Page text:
Researchers at The University of Manchester have discovered that 5T4, a transmembrane glycoprotein overexpressed by a variety of cancers and correlated with increased invasiveness, contributes to chemotherapy resistance in the most common type of childhood leukemia. Using a novel approach, early testing shows that targeting the protein with an antibody-drug conjugates or ADC could hold great promise in improving treatment.

The research, which was funded by the blood cancer charity, Bloodwise, is published in Haematologica. [1]

Survival rates for childhood acute lymphoblastic leukemia or ALL have improved substantially over the years. On average, around nine in 10 children can be treated – and cured of the disease. However, but current treatment options include an intense, gruelling, course of chemotherapy which may leave children with life-long side effects such as infertility and potentially secondary cancers. There is also a chance of the blood cancer returning if high levels of leukemia initiating cells remain after the first rounds of intensive treatment. If the cancer comes back, it is more difficult to treat.

In a study led by Vaskar Saha, MD, Ph.D, Professor of Pediatric Oncology at The University of Manchester and Peter Stern, MD, Ph.D, Professor in Immunology, analyzed samples from children who were determined to be at either low or high risk of relapse based on the numbers of leukaemic cells remaining after their first round of chemotherapy.

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The researchers found a high proportion of 5T4 positive leukemia cells in patients with a high risk of relapse, while this marker was not detected in samples taken from children who responded well to initial treatment.

5T4 positive leukemia cells are significantly more clonogenic. This means that the disease can recur from very few residual cells. The researchers discovered that the 5T4 protein helps leukemia stem cells migrate from the blood vessels to the safety of the bone marrow during treatment, which makes these cells much harder to eradicate as this offers protection from chemotherapy.

Novel treatment option
Using a model system of human leukemia engrafted in mice, an ADC developed by Pfizer Inc., A1mcMMAF (5T4-Antibody Drug conjugate), also known as PF 06263507, which targets cells with 5T4 molecules on the surface and delivers a drug which is toxic for the cells, was shown to be very effective in treatment and significantly improved survival without overt toxicity. In addition, when used in combination with dexamethasone, a standard component of induction therapy, there was a significantly improved survival of the mice.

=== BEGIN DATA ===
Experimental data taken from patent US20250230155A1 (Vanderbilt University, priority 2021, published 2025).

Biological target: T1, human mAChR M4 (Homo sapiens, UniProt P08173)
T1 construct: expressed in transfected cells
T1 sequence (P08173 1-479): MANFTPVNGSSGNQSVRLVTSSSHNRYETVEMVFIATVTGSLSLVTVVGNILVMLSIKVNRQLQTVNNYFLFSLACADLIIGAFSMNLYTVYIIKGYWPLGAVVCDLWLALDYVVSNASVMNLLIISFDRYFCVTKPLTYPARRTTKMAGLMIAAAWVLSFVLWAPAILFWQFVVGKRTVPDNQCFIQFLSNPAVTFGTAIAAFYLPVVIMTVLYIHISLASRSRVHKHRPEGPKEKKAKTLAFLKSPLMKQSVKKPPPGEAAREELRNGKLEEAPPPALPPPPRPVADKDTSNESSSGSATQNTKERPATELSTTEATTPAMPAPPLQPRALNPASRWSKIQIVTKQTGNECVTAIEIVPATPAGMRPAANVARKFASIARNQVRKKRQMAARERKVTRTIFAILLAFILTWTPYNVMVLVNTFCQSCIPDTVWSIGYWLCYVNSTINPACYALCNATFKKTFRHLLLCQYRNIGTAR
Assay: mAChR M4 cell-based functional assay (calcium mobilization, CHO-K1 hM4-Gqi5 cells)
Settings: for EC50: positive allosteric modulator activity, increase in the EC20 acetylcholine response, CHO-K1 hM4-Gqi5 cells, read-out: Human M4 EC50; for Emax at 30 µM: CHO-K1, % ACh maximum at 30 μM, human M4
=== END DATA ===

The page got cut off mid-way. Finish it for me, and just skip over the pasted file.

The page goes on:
In their paper, the researchers confirmed that the sequential administration of dexamethasone and A1mcMMAF significantly improved survival (p=0.0006) over either monotherapy.

The antibody-drug conjugate PF-06263507 is composed of an antibody directed against 5T4 and conjugated, via the stable linker maleimidocaproyl (mc), to the microtubule inhibitor monomethyl auristatin phenylalanine (MMAF). Following administration, the antibody moiety selectively binds to cells expressing the 5T4 oncofetal antigen. Then, after internalization and enzymatic cleavage of the immunoconjugate within the tumor cell cytosol, free MMAF binds to tubulin and inhibits its polymerization, which result in G2/M phase arrest and tumor cell apoptosis.

“Although this is early work, our findings suggest that leukaemic initiating cells that have 5T4 are better at entering sites in the body that will protect them from standard chemotherapy, causing drug resistance and relapse,” Vaskar Saha said.

“By targeting 5T4 in mice, we have shown that we can selectively attack the treatment-resistant leukaemia cells,” Saha added.

Importance of early findings
“The chemotherapy currently used to treat childhood ALL is not always effective, and can cause life-long side effects. Using targeted therapies – alone or in combination – that hone in on specific characteristics of the cancer cells, could eventually make therapies gentler and more effective. These early findings are promising, and have opened up the future possibility of a new targeted treatment for childhood ALL,” noted Alasdair Rankin, MD, Director of Research at Bloodwise.


Clinical trial: A Study Of PF-06263507 In Patients With Advanced Solid Tumors (NCT01891669)

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